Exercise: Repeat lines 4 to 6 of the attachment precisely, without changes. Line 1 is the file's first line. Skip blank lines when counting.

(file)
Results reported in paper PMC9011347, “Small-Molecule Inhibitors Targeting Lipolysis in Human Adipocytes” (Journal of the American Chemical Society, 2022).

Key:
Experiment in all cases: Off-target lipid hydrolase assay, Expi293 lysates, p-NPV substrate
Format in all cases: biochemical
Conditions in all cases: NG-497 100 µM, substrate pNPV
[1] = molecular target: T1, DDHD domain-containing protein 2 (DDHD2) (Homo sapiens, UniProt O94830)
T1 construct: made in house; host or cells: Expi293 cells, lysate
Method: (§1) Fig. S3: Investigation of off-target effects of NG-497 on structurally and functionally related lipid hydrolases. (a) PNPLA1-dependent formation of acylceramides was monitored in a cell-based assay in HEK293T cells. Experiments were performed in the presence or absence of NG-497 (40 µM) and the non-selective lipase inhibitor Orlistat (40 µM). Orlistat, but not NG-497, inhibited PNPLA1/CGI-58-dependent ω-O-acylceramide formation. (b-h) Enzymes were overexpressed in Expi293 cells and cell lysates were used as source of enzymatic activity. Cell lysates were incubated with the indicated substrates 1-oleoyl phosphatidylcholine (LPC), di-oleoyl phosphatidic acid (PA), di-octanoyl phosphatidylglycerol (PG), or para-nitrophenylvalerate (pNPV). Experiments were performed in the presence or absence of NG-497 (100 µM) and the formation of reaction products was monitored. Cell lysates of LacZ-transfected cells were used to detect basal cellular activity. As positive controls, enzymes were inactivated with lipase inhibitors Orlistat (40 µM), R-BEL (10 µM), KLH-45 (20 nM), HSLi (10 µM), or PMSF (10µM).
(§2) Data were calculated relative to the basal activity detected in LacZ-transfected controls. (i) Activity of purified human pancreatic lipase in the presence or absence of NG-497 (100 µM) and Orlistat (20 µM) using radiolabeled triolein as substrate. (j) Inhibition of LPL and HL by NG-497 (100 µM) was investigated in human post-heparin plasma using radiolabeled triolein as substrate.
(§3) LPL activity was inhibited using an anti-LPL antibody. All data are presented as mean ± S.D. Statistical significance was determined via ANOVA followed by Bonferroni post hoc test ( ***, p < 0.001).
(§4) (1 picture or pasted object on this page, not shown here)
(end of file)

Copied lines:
Format in all cases: biochemical
Conditions in all cases: NG-497 100 µM, substrate pNPV
[1] = molecular target: T1, DDHD domain-containing protein 2 (DDHD2) (Homo sapiens, UniProt O94830)